Michael Frost on why mission catalyses community and worship:
Mez has a brilliant and hard-hitting post that I think is hugely relevant to us in South Africa. Especially us middle-class, evangelical Christians, who often seem all too willingly ignorant of the vast gospel needs in the prosperity gospel infested townships, the drug-flooded Cape Flats and the desperately poor rural areas such as the Eastern Cape. The gospel cry is for a new generation of downwardly mobile Christians to give up their small ambitions of nice houses and good schools and move into these less than sexy neighbourhoods with the gospel. Will it cost us to leave the safe suburbs and follow the gospel need? Definitely but did it not cost Christ everything to leave the glory of heaven and take on humanity, suffering rejection and betrayal and ultimately death on the cross, for our sins. Where we deserving? Not a chance. But we move in with the Good News of resurrection, of forgiveness, of new life, of peace, of joy and of hope!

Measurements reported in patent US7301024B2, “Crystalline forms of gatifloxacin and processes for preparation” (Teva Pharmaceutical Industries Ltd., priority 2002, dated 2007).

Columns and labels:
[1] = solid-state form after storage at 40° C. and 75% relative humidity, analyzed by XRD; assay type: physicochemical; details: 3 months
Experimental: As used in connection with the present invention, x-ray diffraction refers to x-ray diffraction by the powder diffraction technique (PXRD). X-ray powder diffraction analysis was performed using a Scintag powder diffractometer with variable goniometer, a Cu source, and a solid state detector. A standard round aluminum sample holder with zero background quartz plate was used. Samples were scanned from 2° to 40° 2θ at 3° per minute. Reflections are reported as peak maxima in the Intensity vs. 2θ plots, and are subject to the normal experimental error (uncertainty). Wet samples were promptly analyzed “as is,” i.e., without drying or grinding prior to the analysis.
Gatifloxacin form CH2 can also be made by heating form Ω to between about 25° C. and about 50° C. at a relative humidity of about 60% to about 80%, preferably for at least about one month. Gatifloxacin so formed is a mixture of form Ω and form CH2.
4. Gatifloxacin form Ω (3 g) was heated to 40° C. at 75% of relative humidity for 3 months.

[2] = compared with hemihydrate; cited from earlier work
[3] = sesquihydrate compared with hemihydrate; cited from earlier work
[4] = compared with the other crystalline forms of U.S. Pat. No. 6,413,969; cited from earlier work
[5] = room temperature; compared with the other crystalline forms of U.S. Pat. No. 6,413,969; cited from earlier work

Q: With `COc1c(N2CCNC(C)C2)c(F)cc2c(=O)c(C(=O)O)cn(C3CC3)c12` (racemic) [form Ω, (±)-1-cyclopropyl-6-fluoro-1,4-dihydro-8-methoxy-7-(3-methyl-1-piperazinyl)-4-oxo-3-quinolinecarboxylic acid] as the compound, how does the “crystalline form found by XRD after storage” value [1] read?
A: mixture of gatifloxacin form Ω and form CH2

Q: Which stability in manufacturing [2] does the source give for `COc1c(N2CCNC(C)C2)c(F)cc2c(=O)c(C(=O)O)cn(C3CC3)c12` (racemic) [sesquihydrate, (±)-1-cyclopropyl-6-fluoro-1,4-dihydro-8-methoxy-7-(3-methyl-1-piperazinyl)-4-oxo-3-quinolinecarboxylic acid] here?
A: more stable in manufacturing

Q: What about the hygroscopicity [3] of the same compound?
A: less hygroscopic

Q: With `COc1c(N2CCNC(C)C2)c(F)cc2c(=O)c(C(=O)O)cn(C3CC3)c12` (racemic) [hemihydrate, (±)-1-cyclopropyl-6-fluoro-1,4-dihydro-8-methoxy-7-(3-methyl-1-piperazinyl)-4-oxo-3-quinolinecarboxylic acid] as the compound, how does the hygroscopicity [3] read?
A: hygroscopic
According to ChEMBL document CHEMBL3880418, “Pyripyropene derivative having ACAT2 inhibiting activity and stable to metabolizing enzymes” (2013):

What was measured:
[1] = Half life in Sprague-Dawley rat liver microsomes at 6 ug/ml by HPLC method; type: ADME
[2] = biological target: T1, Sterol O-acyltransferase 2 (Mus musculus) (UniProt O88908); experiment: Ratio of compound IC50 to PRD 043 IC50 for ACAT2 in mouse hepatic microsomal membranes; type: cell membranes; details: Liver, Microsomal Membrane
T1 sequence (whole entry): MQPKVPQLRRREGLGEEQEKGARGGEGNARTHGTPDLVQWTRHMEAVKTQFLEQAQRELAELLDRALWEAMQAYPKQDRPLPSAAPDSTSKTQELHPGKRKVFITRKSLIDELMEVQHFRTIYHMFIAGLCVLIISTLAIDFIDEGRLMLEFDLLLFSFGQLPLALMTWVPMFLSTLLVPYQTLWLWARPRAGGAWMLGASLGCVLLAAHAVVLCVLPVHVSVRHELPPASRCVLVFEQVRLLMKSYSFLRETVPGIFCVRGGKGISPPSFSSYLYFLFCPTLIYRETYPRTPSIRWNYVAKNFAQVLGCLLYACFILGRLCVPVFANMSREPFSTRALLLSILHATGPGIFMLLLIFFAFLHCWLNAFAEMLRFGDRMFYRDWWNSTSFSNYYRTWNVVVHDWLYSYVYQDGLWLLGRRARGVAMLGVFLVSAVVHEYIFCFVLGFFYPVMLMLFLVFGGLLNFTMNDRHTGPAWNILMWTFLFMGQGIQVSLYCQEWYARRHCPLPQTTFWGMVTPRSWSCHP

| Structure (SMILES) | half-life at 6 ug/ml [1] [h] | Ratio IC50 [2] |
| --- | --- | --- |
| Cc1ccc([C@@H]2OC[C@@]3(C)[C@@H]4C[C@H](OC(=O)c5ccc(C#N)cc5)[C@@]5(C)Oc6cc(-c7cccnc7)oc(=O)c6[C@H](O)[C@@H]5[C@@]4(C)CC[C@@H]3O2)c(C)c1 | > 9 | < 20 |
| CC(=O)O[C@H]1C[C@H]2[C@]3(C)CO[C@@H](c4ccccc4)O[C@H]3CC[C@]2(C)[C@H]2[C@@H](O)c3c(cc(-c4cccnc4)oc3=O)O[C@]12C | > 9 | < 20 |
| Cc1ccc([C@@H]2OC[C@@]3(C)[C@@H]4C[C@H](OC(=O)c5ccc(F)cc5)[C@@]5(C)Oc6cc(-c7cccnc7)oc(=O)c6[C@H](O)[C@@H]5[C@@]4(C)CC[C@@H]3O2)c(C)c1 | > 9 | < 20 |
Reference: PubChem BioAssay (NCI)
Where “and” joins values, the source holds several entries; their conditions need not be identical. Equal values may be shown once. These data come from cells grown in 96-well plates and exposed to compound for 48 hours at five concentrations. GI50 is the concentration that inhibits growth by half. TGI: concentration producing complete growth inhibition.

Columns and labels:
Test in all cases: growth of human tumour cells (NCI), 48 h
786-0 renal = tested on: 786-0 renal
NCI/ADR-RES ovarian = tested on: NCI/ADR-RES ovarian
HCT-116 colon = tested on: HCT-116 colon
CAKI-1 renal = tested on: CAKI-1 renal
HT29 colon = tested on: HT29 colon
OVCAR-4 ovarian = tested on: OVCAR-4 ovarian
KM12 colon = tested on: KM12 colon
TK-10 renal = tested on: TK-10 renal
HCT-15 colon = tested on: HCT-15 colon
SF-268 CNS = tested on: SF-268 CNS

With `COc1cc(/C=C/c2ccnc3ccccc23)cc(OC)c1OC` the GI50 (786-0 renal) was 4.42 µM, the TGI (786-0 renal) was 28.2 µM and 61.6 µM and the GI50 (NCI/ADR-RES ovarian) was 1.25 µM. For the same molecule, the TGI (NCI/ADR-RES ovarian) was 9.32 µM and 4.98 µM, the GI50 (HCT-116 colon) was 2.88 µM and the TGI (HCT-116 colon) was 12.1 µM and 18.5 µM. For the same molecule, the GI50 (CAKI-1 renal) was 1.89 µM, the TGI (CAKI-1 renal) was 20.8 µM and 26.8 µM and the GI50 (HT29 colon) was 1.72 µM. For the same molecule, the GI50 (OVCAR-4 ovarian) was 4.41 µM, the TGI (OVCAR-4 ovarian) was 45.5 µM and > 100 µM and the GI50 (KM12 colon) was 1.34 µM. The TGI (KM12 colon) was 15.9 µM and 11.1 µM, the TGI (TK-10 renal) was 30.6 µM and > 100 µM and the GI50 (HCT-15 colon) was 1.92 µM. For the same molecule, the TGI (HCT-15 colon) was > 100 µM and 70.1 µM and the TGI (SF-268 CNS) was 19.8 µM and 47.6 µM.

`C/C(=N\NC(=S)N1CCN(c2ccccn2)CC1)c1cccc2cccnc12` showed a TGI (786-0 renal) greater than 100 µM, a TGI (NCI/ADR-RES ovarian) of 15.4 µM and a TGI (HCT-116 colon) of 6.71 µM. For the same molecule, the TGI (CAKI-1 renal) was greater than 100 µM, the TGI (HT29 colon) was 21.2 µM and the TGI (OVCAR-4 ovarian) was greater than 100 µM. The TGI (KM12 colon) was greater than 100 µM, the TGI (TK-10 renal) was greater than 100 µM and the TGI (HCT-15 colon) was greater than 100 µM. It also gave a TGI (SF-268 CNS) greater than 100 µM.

Here are a few of my favourite parts:
“Jesus is more important than your family. He is certainly more important than your children. Deal with it. Or walk away. There will always be issues and worries and problems and questions concerning the Christian life… But the bottom line will always be whether you are prepared to put your allegiance to Christ before all and above all, including those wonderful, fluffy, cute, sweet-smelling bundles of (often) idolatrous joy that we call our offspring.”
“Church planting might actually cost us something. That something might even turn out to be everything. It might turn out to be every sacred cow we hold dear in our middle class, educationally driven, child centred, play it safe, let’s cover all the angles before we step out, Christian culture.”